Local High Schoolers Test Their Skills in 38th Physics Olympics

By Jordan Unger

Students from local high schools gathered for the 38th annual Physics Olympics at Youngstown State University at Stambaugh Stadium on Saturday.

PhysicsOlympics by JordanUnger
High school students prepare paper parachutes for the Egg Drop at the Physics Olympics.

Eleven regional schools attended the event to apply concepts of physics in hands-on competitions.

Activities at the event varied from building bridges to sustain weight, flying machines to travel 25 feet and designing paper parachutes to safely drop an egg three stories.

YSU physics professor Snjezana Balaz worked a station where students created makeshift musical instruments out of everyday objects and performed “Here Comes the Sun” by the Beatles. Balaz said the event helps YSU professors promote science to juniors and seniors.

“We like to involve community, so all these regional high schools come to campus, and we get to know them and they get to know us,” Balaz said.

Trophies were awarded to the top teams who cumulated the most points from all 12 activities. First place was awarded to Hickory High School , followed by Lisbon David Anderson Jr/Sr High School in second.

Mary Janek, coordinator of the event, said awards were given out to winners of individual competitions as well.

“They all get medals, ribbons and certificates of merit,” Janek said. “We really go all out so they can build their portfolio and show that…they’ve been here and put the time in.”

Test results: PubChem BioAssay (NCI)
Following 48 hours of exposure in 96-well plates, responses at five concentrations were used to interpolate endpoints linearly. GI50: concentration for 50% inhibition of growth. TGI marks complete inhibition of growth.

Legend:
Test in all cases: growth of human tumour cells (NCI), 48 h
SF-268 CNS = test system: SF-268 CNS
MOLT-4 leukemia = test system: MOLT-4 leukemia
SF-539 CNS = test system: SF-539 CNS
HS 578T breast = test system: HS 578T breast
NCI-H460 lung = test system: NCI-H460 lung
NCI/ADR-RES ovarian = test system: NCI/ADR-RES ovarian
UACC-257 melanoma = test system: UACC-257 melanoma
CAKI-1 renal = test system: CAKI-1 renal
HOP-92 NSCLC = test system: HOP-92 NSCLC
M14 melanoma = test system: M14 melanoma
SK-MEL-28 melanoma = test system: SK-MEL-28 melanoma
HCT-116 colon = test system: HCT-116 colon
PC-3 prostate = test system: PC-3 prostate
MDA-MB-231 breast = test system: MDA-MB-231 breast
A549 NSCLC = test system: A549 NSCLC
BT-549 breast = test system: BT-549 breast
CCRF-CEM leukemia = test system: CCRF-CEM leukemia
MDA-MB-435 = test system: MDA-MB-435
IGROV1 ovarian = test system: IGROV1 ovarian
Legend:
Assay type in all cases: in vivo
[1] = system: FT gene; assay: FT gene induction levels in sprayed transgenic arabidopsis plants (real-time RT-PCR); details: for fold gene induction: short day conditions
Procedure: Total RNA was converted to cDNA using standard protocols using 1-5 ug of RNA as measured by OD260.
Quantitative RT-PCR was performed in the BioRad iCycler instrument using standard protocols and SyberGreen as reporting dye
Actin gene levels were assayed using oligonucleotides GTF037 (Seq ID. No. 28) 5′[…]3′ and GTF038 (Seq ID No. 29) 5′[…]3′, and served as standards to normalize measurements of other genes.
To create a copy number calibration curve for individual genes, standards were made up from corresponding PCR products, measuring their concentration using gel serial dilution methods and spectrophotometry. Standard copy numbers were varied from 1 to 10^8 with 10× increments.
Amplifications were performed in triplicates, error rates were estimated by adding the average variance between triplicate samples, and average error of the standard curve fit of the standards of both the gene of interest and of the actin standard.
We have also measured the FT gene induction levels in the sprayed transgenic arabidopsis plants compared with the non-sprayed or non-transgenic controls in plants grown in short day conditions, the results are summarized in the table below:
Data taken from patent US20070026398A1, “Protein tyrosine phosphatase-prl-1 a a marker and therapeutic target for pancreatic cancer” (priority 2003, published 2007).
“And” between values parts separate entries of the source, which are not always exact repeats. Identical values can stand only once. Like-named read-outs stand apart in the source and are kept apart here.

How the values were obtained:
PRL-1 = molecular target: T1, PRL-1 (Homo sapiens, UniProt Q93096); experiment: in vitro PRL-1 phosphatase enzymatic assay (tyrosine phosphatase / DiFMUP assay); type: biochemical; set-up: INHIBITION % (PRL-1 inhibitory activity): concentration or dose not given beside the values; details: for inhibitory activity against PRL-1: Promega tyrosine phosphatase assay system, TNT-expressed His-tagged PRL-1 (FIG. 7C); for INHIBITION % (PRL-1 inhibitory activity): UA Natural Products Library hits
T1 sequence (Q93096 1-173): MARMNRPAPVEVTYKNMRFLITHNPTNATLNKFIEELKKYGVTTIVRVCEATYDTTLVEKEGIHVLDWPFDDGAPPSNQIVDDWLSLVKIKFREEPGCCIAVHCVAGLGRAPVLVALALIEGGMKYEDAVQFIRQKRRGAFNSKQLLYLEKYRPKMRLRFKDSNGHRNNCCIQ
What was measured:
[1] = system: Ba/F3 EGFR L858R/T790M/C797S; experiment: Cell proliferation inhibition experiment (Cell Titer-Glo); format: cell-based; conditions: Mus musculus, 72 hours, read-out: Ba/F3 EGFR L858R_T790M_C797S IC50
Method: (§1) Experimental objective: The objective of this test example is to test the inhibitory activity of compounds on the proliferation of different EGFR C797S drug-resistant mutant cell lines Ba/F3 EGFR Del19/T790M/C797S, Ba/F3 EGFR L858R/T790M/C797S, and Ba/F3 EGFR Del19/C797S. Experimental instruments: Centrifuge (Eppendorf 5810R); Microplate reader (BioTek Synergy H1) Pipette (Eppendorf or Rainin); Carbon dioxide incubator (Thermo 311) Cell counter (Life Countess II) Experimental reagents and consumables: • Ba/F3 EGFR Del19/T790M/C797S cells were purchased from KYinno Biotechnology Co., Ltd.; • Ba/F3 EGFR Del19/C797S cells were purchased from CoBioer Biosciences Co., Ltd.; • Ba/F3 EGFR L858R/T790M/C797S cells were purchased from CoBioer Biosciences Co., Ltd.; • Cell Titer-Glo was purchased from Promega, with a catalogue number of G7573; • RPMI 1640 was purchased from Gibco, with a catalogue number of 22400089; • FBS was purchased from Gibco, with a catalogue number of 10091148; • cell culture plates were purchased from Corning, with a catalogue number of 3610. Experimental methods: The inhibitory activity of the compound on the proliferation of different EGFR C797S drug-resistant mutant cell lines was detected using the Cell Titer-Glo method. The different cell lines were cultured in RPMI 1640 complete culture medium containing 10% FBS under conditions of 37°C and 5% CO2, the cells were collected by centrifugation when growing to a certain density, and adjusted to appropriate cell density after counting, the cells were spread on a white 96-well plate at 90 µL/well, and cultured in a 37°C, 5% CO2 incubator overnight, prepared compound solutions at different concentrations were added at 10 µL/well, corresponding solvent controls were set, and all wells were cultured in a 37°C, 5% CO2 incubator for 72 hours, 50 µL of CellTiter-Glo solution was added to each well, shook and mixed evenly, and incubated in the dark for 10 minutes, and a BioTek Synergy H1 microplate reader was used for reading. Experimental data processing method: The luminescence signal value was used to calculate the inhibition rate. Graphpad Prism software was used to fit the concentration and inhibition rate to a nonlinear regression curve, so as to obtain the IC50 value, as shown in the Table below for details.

Balaz said the event helps YSU promote physics, but it also benefits the participating students.

“They learn a lot of team building and physics concepts…so it’s wonderful for them,” she said.

Bill Stevenson, physics teacher from Conneaut Area Senior High School, said it started an applied physics course this year, leading them to attend the event for the first time.

“It was an opportunity to get a hands-on look at some physics concepts, so for a while now we’ve been preparing for this,” Stevenson said. “They’ve already talked about saving some of these things, [taking] good notes and talking to the next group of kids to kind of keep the program up and running.”

This was Janek’s first year coordinating the event, which she said came together well.

“I’m amazed at [the high school students’] dedication,” Janek said. “To come here, spend their day after spending weeks and months studying the concepts of physics and then preparing an application of it.”

New to the Physics Olympics this year was Faraday Pick-up, a competition where students had to make an object into an electromagnet using a six-volt source and determine how many paperclips it can pick up.

Stephen Mohr, physics teacher from Jackson-Milton High School, said his students attend the event every year.

“It gives kids, instead of just sitting in a physics class, an outlet to actually see there’s applications for it,” Mohr said. “They can challenge themselves, and they get to compete against other schools. It’s kind of like an athletic competition, but it’s a brain competition.”

Student volunteers from YSU worked with registration and assisted professors at event stations throughout the day. Martin Strong, president of the Society of Physics Students, said the group tries to recruit volunteers for the Physics Olympics every year.

“It provides a good experience to work alongside professors and try to get some high schoolers involved in physics as well,” Strong said.

The Society of Physics Students plans to send members to local high schools in the near future to encourage students interested in physics to consider the program at YSU.

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